Posted by: shorelineclusterpoets/NE Fowl | April 29, 2010

Suggested Theme Thursday: ask questions.

While considering a theme for today, I went back to my trusty book, “The Daily Writer,” by Fred White. The entry for tomorrow discusses the causes of writer’s block. He quotes a poet, Howard Nemerov, who said, “Being unable to write, you must examine in writing this being unable.” White suggests listing why you feel you “can’t write.” Beyond that, he asks the writer to ponder what is listed. To me, this becomes questioning.

Think of this:  let’s say you sit down to write, but don’t know where to start. You must “probe the obstacle.” By knowing the problem, understanding the enemy, you can defeat it.

That said, ask yourself questions and see where the answers take you. Since we mostly must write what we know, ask yourself about what you know. What real places do I know? What do I know about them that others might not? Who do I know who is a good character? Why?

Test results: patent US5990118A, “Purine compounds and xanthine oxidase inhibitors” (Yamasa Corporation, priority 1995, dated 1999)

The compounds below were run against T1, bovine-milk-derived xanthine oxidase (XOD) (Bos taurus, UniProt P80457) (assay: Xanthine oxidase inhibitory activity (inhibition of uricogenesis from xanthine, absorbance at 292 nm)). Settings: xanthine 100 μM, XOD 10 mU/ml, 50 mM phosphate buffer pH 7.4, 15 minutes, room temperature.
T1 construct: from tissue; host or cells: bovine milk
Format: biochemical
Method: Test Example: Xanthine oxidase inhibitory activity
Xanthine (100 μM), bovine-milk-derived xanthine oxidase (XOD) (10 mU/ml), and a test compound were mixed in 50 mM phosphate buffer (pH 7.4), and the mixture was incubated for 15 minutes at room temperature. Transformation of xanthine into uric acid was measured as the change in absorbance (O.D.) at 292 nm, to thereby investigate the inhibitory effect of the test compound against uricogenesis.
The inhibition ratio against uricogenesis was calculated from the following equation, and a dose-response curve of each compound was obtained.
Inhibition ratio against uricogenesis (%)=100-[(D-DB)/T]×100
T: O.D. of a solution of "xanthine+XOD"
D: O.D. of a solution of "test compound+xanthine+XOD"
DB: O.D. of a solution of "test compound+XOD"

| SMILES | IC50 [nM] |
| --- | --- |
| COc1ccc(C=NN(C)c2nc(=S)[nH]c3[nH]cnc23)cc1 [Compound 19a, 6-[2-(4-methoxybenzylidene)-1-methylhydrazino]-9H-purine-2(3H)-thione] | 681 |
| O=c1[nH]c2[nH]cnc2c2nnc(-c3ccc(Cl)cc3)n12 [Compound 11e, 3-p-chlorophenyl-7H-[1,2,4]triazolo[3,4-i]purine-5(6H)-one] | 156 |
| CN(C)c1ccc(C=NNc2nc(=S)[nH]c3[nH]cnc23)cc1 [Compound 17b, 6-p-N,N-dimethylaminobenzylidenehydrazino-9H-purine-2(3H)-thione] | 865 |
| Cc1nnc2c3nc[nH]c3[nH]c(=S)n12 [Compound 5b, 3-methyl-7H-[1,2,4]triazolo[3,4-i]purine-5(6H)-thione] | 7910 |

Somewhat different than normal… today’s suggestion is to start a poem with a question. Better still, start and end the poem with a question. Or have a title that is a question, and perhaps the poem explores it or even (gasp!) answers it.

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Responses

  1. Some of Bukowski’s best stuff was when he had writers block and wrote about it. So there you have it!

  2. I ordered “Absence of the Hero” from City Lights and it came in on Friday. The pages will be turned this weekend!

  3. My Muse

    Frustrated by a dearth of words I sit in absent thought
    My Muse has left me for another, suggestions come to naught
    What use it is for her to linger where her scribe has lost his ink?
    Why waste words prompting a scribe who cannot bear to think?
    Perhaps she goes to disagree with sullen, self-absorbèd me
    Her breath is better blown across a brain that chooses not to flee
    One where results bring passion by, restoring faith from which words fly
    A Muse can only but inspire
    She cannot strike or build the fire.

    KR Ainsworth (c) — sometimes the words just aren’t there and there doesn’t have to be a reason


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